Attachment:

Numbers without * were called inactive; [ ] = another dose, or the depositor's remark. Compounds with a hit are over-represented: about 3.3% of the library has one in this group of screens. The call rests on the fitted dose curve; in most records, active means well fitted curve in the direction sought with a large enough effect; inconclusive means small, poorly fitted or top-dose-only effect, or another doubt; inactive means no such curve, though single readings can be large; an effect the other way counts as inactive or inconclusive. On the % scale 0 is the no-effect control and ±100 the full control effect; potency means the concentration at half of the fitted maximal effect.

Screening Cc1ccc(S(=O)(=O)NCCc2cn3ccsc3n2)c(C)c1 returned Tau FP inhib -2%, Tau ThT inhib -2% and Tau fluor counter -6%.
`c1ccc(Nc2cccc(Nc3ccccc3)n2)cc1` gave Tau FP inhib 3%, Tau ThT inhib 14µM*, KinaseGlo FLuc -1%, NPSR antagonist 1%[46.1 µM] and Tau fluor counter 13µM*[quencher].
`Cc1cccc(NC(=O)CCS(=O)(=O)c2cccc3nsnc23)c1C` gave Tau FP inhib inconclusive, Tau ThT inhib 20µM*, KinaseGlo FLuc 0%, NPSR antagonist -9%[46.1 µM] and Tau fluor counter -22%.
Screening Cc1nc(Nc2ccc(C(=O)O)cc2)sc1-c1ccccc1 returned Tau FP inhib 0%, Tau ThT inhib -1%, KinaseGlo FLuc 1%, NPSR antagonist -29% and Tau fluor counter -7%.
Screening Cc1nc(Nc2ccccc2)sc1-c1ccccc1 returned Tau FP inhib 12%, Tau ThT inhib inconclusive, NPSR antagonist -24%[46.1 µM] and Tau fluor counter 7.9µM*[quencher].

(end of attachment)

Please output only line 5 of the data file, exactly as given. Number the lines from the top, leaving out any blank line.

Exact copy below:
Screening Cc1nc(Nc2ccc(C(=O)O)cc2)sc1-c1ccccc1 returned Tau FP inhib 0%, Tau ThT inhib -1%, KinaseGlo FLuc 1%, NPSR antagonist -29% and Tau fluor counter -7%.